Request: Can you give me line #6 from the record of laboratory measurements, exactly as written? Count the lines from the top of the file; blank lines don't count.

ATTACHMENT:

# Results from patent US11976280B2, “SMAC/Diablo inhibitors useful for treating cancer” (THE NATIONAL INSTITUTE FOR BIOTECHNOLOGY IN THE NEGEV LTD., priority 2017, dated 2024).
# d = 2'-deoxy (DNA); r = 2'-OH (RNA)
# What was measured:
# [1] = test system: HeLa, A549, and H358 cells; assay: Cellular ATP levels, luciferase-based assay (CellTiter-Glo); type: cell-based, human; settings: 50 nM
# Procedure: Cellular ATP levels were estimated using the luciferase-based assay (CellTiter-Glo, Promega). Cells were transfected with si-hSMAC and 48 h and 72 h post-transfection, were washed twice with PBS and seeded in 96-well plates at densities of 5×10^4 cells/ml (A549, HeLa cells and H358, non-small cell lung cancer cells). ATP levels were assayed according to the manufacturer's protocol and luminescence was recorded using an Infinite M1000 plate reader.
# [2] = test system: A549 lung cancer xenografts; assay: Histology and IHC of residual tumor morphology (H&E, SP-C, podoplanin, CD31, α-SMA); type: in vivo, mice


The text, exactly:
# [2] = test system: A549 lung cancer xenografts; assay: Histology and IHC of residual tumor morphology (H&E, SP-C, podoplanin, CD31, α-SMA); type: in vivo, mice